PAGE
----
The hospital emergency doctor insists it is a migraine, I insist it is not, but something worse, indescribable pain and confusion. The “all knowing” calls for morphine and release forms to sign.
The pain NEVER subsides, only worsens. I keep insisting that it is ‘not a migraine.’ I’ve had many and this was completely different. But hell, what do I know? I don’t have a white coat and this isn’t a textbook. It’s just my body and my pain, my 50 years of experience and my gut feeling. A mother of four surely knows her children’s every health aspect, so surely she knows her own.
The God-like impersonator wrapped in white, straight out of the textbook arena, never a thought as to a woman’s intuition. Very sad that all the education required to serve and heal, yet very little, if any, is taught about listening to the patient’s feelings and knowledge of their personal situation. We, non-white-coats, understand how OUR bodies react to any situation with expertise; we own it! We’ve read the manual, followed all the steps in correct order and played every game with fair intentions.
So why the change of rules now? What lesson is hereby required to commit to memory? Is it a history reminder or a harbinger of things to come? Do I pack a bag or simply leave as I entered? Either way, it really doesn’t matter anymore. I was sent home.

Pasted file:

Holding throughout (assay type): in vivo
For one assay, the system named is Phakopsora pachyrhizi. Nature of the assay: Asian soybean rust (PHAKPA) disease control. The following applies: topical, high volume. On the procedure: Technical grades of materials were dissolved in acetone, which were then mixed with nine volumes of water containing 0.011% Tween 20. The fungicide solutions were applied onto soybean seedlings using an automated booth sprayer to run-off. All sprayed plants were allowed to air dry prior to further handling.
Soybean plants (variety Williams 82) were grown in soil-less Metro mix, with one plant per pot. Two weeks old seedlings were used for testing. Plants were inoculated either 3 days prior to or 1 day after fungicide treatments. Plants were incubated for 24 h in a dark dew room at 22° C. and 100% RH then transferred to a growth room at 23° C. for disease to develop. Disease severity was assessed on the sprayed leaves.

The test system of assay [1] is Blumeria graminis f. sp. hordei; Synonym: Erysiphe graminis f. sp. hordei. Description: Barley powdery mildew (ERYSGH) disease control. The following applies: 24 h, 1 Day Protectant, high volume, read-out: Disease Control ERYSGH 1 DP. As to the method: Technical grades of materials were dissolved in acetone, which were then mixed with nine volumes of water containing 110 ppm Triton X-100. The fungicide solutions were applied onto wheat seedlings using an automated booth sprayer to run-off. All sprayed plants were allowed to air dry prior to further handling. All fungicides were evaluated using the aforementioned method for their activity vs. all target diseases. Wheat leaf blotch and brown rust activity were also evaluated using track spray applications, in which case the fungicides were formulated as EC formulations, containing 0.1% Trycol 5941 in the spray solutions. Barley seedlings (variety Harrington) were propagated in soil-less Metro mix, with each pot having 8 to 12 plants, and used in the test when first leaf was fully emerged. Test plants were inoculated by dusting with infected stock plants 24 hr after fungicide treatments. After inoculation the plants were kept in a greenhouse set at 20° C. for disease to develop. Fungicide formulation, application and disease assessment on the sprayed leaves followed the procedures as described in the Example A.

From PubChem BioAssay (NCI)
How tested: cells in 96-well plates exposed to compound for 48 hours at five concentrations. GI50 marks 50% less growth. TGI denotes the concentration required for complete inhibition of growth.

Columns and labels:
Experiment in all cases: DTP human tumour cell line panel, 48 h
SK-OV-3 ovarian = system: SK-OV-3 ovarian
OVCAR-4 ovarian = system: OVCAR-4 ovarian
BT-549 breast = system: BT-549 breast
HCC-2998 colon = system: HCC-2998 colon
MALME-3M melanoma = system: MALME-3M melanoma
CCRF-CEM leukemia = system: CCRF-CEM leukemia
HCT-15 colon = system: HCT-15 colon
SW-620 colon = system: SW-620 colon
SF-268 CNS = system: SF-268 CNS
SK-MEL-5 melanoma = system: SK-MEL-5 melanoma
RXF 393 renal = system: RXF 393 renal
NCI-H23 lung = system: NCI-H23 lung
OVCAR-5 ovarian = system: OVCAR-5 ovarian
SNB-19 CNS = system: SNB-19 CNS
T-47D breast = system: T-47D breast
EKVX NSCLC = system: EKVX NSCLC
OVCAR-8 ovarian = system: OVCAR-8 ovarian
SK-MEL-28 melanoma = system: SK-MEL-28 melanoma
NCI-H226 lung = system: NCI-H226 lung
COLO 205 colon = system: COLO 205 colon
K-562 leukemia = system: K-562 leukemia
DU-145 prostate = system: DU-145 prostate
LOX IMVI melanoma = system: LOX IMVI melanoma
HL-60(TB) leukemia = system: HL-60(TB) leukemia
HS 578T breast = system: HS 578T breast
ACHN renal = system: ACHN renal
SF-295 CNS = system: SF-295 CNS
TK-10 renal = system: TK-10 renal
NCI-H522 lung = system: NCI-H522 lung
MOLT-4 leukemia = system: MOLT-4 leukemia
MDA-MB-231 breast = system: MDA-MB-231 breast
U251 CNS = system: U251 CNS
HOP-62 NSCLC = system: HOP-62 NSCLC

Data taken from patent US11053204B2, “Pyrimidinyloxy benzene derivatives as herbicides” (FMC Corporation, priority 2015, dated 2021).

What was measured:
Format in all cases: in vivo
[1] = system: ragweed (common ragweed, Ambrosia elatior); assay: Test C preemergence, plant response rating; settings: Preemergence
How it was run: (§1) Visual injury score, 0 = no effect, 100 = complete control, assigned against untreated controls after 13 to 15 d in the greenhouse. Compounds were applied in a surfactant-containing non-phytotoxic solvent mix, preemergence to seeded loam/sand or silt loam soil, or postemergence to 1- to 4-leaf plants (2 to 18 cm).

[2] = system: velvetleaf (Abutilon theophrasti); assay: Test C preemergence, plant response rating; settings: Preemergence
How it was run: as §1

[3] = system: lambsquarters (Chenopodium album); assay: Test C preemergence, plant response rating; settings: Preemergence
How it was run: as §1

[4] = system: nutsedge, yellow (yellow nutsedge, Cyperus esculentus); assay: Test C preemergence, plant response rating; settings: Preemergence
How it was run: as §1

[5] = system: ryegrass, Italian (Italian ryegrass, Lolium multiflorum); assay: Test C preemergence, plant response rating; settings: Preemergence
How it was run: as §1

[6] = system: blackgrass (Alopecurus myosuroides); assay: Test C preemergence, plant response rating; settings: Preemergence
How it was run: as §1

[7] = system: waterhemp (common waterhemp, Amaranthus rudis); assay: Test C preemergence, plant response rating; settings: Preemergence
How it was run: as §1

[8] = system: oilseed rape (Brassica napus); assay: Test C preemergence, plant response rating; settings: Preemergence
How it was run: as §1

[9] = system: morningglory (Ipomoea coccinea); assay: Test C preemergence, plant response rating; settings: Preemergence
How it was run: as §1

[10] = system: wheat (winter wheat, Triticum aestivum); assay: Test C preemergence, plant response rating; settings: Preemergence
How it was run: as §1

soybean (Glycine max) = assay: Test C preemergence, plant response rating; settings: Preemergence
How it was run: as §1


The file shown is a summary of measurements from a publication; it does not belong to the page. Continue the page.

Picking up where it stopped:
It was later when we arrived in Ixtapa, Mexico that the abscess in my skull had grown into a pressure beyond my control and screams filled the small coastal town. So loud were the screams for help that the police were called. They, thinking someone was being murdered, came running to our door.
The local Naval Hospital was ill-equipped, as you can imagine. I was airlifted, via Lear, directly into San Diego. By the time we arrived at Scripps Mercy Hospital, I was at the edge of life. Rushed into emergency surgery, I was given a 2-5 percent chance of survival. If I were given that gift of survival, surely I would live in a vegetative state. The miracle? I survived – the gift I think, I’m not a piece of vegetation. Pretty close, but no green.